They are next-door neighbors in the Mitchell Center, and so it's not unusual for PJ Soteriades and Mike Caravana to pop into each other's offices from time to time to catch up or compare notes. "When we talk," says Soteriades, "it's usually just, 'How's it going, what are your challenges right now?'" Whatever the topic, if it's even remotely related to coaching, Soteriades values her colleague's input: "He's someone who is incredibly passionate about his athletes."
There's no shortage of mutual respect between Soteriades, the Big Red field hockey coach since 2000, and Caravana, her counterpart in men's lacrosse. That respect exemplifies what Denison expects from all its coaches: leadership and teamwork that go well beyond the confines of any particular team. So, when Soteriades found out that she was pregnant with her second child and would be unable to coach in the fall of 2016, her next-door neighbor, a seemingly unlikely solution, actually made perfect sense. Whatever Caravana lacked in field hockey knowledge, he made up for in acumen, experience, and a commitment to excellence.
"We really work against taking a silo approach to success, so whether it's recruiting strategy, mentoring student-athletes, or just navigating the career of coaching, we share a lot," says Nan Carney-DeBord '80, vice president and director of Big Red athletics. "In talking to PJ, I said, 'Let's think in other boxes—not just outside the box, but really, in other boxes.' That led us to think about some coaches in our department who we thought might be able to help."
The brainstorming session led directly to the desk of Caravana, who fit the bill for a number of reasons. First and foremost: his experience. He has guided Big Red lacrosse for more than 20 seasons, and in the spring of 2016, he became the program's all-time leader with 256 victories. More important than the milestone, the program advanced to the quarterfinals of the NCAA Tournament for the fourth time in eight seasons, won the conference championship and finished the year ranked third in the US Lacrosse top-20 poll after going 18-2.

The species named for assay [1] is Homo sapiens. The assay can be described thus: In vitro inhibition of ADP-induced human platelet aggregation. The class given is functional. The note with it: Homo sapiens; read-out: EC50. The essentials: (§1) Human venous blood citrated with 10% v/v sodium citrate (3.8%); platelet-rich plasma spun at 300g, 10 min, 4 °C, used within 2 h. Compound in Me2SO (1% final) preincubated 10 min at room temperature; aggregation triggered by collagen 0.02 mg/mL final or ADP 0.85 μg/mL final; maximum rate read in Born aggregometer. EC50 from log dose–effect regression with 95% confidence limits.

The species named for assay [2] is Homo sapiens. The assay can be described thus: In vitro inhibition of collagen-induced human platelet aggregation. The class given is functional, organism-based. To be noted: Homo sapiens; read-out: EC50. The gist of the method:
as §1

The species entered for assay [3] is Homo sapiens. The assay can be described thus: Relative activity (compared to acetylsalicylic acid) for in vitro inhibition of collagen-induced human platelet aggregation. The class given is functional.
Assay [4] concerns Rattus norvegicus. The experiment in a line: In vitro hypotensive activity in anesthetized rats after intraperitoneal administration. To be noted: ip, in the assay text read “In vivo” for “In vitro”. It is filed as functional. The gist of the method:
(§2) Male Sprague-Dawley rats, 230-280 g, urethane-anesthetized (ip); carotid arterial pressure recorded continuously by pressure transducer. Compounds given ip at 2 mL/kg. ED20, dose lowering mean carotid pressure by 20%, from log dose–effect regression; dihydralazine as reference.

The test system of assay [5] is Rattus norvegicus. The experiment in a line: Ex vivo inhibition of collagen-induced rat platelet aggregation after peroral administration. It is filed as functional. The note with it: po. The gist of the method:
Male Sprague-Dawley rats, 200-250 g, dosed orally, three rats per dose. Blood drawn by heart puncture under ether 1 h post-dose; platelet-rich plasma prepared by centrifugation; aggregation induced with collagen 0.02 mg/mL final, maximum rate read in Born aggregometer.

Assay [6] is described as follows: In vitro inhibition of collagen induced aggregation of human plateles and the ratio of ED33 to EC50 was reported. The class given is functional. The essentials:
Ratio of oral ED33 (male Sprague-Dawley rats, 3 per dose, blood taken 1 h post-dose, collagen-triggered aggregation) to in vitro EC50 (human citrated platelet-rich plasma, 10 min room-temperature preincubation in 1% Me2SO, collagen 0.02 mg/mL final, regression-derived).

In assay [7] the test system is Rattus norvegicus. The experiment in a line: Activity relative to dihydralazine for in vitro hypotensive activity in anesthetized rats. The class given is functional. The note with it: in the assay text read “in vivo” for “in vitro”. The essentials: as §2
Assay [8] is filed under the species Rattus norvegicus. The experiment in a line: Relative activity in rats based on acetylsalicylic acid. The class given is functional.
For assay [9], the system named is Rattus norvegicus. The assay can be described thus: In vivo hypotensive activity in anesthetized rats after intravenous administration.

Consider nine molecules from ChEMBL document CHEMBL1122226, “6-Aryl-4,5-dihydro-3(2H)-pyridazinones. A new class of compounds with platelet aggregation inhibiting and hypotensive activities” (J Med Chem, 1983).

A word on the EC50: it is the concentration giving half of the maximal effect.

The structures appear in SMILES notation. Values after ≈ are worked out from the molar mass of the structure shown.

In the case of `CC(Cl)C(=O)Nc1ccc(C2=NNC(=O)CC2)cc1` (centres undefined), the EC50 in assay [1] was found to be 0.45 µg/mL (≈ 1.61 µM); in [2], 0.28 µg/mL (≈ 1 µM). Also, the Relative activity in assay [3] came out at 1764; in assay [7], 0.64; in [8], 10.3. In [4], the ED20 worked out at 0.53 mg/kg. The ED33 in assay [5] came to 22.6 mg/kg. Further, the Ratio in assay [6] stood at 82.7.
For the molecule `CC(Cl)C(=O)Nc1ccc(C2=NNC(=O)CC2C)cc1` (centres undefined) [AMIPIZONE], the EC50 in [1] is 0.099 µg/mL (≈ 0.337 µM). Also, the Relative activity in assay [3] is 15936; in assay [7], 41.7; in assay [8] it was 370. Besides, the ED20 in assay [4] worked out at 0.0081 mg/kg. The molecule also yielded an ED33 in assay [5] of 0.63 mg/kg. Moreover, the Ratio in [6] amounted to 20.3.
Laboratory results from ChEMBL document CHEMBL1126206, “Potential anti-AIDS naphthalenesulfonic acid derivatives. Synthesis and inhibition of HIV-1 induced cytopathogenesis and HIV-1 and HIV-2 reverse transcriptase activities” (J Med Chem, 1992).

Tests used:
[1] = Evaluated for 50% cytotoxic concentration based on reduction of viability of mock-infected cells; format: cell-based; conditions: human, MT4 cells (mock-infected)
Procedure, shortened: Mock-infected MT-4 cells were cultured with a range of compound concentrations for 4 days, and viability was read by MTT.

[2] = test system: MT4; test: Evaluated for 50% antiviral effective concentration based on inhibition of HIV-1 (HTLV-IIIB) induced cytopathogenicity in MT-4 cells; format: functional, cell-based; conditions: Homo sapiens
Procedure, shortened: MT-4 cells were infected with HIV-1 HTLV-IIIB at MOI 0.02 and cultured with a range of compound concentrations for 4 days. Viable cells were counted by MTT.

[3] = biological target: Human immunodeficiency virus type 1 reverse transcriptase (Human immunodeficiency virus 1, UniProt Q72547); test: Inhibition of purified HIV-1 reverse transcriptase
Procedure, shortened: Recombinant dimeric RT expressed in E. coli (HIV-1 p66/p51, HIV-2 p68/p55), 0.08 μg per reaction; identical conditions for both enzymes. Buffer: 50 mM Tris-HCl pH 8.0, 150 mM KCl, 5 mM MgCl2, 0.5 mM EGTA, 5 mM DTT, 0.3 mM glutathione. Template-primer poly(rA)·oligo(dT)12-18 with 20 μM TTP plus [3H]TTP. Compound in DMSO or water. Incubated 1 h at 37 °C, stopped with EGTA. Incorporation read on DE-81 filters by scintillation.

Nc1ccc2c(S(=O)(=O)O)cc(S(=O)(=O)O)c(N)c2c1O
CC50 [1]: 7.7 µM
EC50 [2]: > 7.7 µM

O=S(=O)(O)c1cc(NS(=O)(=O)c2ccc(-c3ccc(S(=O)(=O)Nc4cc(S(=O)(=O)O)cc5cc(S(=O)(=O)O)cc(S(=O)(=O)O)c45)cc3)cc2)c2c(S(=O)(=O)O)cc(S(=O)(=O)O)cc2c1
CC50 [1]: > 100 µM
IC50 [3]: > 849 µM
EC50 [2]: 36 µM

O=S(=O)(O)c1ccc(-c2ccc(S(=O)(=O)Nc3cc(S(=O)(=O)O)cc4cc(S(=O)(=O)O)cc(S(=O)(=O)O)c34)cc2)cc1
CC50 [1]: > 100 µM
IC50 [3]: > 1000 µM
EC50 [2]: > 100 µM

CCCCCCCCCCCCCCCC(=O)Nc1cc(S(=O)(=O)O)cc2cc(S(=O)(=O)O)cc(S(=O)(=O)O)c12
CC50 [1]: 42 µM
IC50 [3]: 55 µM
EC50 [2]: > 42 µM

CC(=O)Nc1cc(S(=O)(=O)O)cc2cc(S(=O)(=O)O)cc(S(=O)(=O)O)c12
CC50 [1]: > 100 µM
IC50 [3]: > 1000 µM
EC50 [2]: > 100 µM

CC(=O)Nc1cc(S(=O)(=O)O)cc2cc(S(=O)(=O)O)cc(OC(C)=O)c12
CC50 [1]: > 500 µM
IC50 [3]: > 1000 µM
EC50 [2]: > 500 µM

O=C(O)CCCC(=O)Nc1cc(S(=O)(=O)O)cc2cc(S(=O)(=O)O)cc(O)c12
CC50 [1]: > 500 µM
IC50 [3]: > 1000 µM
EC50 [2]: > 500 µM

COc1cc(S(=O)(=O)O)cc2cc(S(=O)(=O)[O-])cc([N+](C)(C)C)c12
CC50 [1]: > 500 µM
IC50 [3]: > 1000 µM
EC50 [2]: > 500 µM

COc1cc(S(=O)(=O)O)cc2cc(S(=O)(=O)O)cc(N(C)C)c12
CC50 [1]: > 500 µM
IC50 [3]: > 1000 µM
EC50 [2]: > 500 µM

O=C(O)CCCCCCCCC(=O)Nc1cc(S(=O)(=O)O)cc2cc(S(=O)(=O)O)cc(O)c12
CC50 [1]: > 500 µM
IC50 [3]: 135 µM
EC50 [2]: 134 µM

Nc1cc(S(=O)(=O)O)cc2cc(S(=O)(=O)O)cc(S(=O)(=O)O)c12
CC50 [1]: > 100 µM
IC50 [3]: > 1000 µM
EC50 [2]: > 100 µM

Caravana's experience at Denison also includes rare versatility: He began his Denison tenure coaching both lacrosse and men's soccer, leading the latter program for seven seasons. For Caravana, handling double duty is nothing new.
But perhaps his most valuable asset is his curiosity—a relentless desire to understand more about his profession, and to challenge himself to do and learn more. "I've always had an interest in women's sports, and in learning from the better coaches on that side," Caravana says. "In my experience, growing professionally is less about the X's and O's and more about methodology: about communication skills, how to teach, how people learn. Nan has created an environment where we're trying to be much more collaborative, work in a much more cohesive way, and at the same time not just be successful athletically, but to help people grow holistically. That's Denison's goal."
Indeed, Carney-DeBord says that one of Caravana's greatest attributes is "understanding you can't live in a bubble and be successful." She adds, "He's a master at leading student-athletes, and he's at his best when the situation is at its most challenging."
Perhaps unsurprisingly, Caravana led the Big Red field hockey team to a 14-5 season in Soteriades' absence.
He was grateful to have Kelly Blackhurst, a three-time Division III All-American as a player at Skidmore, as the assistant coach, which "made it a lot easier for me to land on my feet." And Soteriades herself was a resource for Caravana. "He wanted to know everything—what the challenges were with this year's team, what my players are like, their backgrounds, you name it," she says. "He was interested in knowing everything there is to know."
Soteriades' openness to helping ease Caravana's transition speaks to another, less obvious challenge: that of temporarily letting go of a program she built and led for 16 seasons. So much of successful coaching is about setting and maintaining expectations, something that's not easy when another coach is in the driver's seat. But with the support of the athletic department and supreme confidence in her peer's ability, Soteriades was optimistic about the situation. "I knew he would respect the athletes, and I knew he would push them," she says.
As for his lack of familiarity with the sport itself, this was less of an issue than many might expect. Caravana relied heavily on Soteriades and Blackhurst—and on the players, the ones who ultimately executed on the field.
For Soteriades, whose son was born in August, the temporary transition was ever so slightly bittersweet because "I knew I would learn a lot from Mike, and I was bummed I wouldn't be able to experience that on a daily basis." She takes solace in knowing that her program was in highly competent hands, and in the knowledge that she and Caravana are still neighbors, just a short walk down the hall from a chance to compare notes. As for Caravana, he says, "It's PJ's program. I was just the caretaker."
By Ryan Jones